Synthesis of Empty Bacterial Microcompartments, Directed Organelle Protein Incorporation, and Evidence of Filament-Associated Organelle Movement

Parsons, Joshua B., Frank, Stefanie, Bhella, David, Liang, Mingzhi, Prentice, Michael B., Mulvihill, Daniel P. and Warren, Martin J. ORCID: https://orcid.org/0000-0002-6028-6456 (2010) Synthesis of Empty Bacterial Microcompartments, Directed Organelle Protein Incorporation, and Evidence of Filament-Associated Organelle Movement. Molecular Cell, 38 (2). pp. 305-315. ISSN 1097-2765

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Abstract

Compartmentalization is an important process, since it allows the segregation of metabolic activities and, in the era of synthetic biology, represents an important tool by which defined microenvironments can be created for specific metabolic functions. Indeed, some bacteria make specialized proteinaceous metabolic compartments called bacterial microcompartments (BMCs) or metabolosomes. Here we demonstrate that the shell of the metabolosome (representing an empty BMC) can be produced within E. coli cells by the coordinated expression of genes encoding structural proteins. A plethora of diverse structures can be generated by changing the expression profile of these genes, including the formation of large axial filaments that interfere with septation. Fusing GFP to PduC, PduD, or PduV, none of which are shell proteins, allows regiospecific targeting of the reporter group to the empty BMC. Live cell imaging provides unexpected evidence of filament-associated BMC movement within the cell in the presence of PduV.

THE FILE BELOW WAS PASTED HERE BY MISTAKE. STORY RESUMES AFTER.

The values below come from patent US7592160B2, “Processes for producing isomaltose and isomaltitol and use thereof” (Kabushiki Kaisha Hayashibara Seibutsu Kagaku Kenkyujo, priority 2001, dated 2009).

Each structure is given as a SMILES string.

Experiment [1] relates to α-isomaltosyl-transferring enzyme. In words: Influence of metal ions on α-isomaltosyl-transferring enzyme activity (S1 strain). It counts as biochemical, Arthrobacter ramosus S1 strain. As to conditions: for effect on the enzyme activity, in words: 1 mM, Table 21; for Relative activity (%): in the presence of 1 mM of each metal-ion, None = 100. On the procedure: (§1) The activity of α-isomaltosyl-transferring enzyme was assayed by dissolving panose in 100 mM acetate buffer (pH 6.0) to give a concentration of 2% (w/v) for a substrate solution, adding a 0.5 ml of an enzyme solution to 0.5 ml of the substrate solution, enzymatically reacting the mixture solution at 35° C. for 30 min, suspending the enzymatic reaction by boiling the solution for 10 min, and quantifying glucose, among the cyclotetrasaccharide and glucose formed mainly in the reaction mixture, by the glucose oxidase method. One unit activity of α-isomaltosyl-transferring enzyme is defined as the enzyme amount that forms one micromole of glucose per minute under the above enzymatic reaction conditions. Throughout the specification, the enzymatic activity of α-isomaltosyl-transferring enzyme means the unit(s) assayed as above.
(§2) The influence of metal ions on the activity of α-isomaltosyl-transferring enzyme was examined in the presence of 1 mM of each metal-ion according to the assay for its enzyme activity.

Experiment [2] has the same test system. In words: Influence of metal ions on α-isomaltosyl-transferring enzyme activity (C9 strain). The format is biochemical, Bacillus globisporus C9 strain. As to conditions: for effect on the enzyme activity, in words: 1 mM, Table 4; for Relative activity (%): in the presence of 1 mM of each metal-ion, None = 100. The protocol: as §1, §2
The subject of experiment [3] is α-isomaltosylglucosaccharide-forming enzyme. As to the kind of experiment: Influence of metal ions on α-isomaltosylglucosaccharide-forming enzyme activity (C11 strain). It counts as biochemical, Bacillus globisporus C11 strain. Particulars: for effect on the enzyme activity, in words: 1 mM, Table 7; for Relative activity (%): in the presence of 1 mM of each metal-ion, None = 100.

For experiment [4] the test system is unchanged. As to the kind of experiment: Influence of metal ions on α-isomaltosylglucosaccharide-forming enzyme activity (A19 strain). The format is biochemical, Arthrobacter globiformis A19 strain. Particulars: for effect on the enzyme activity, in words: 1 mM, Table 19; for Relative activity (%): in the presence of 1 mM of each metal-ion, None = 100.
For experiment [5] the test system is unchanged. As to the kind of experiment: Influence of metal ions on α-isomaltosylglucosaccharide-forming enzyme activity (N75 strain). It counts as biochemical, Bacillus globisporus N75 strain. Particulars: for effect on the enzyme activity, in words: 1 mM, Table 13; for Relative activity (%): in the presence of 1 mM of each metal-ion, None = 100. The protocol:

Item Type: Article
Additional Information: Funding Information: We thank Dr. Ian Blomfield (Kent) for useful discussions on bacterial stress response and cell division, Dr. Beth Stroupe (Florida) for advice on electron microscopy, and Ian Brown for technical assistance. This work was supported by grants from the Biotechnology and Biological Sciences Research Council (BBSRC) and Science Foundation Ireland (SFI) to M.B.P. (06/RFP/GEN053). D.P.M. and M.J.W. are funded by BBSRC David Phillips and BBSRC Professorial fellowships, respectively.
Uncontrolled Keywords: cellbio,signaling,sysbio,molecular biology,cell biology ,/dk/atira/pure/subjectarea/asjc/1300/1312
Faculty \ School: Faculty of Science
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Depositing User: LivePure Connector
Date Deposited: 20 Sep 2022 15:30
Last Modified: 21 Sep 2022 00:23
URI: https://ueaeprints.uea.ac.uk/id/eprint/88525
DOI: 10.1016/j.molcel.2010.04.008

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